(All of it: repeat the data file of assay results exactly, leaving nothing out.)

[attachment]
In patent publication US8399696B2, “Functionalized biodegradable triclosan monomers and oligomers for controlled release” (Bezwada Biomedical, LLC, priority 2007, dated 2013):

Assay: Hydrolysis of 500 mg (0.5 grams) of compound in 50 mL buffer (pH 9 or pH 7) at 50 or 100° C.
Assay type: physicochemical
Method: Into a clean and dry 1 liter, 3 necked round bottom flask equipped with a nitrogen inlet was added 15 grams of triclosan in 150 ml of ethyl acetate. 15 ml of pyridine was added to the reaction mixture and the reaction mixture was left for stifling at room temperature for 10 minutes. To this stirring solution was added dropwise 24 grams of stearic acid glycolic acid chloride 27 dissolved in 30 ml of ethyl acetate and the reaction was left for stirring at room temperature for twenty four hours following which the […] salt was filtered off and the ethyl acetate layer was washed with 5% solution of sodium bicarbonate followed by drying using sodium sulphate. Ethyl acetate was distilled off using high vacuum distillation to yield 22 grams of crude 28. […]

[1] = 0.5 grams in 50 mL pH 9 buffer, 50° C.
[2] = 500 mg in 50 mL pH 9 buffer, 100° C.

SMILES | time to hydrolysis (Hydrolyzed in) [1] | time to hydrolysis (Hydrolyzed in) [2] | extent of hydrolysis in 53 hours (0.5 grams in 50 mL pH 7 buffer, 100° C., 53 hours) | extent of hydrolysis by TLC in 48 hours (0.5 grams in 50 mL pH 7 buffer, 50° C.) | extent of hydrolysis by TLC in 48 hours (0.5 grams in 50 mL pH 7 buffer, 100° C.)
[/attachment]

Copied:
In patent publication US8399696B2, “Functionalized biodegradable triclosan monomers and oligomers for controlled release” (Bezwada Biomedical, LLC, priority 2007, dated 2013):

Assay: Hydrolysis of 500 mg (0.5 grams) of compound in 50 mL buffer (pH 9 or pH 7) at 50 or 100° C.
Assay type: physicochemical
Method: Into a clean and dry 1 liter, 3 necked round bottom flask equipped with a nitrogen inlet was added 15 grams of triclosan in 150 ml of ethyl acetate. 15 ml of pyridine was added to the reaction mixture and the reaction mixture was left for stifling at room temperature for 10 minutes. To this stirring solution was added dropwise 24 grams of stearic acid glycolic acid chloride 27 dissolved in 30 ml of ethyl acetate and the reaction was left for stirring at room temperature for twenty four hours following which the […] salt was filtered off and the ethyl acetate layer was washed with 5% solution of sodium bicarbonate followed by drying using sodium sulphate. Ethyl acetate was distilled off using high vacuum distillation to yield 22 grams of crude 28. […]

[1] = 0.5 grams in 50 mL pH 9 buffer, 50° C.
[2] = 500 mg in 50 mL pH 9 buffer, 100° C.

SMILES | time to hydrolysis (Hydrolyzed in) [1] | time to hydrolysis (Hydrolyzed in) [2] | extent of hydrolysis in 53 hours (0.5 grams in 50 mL pH 7 buffer, 100° C., 53 hours) | extent of hydrolysis by TLC in 48 hours (0.5 grams in 50 mL pH 7 buffer, 50° C.) | extent of hydrolysis by TLC in 48 hours (0.5 grams in 50 mL pH 7 buffer, 100° C.)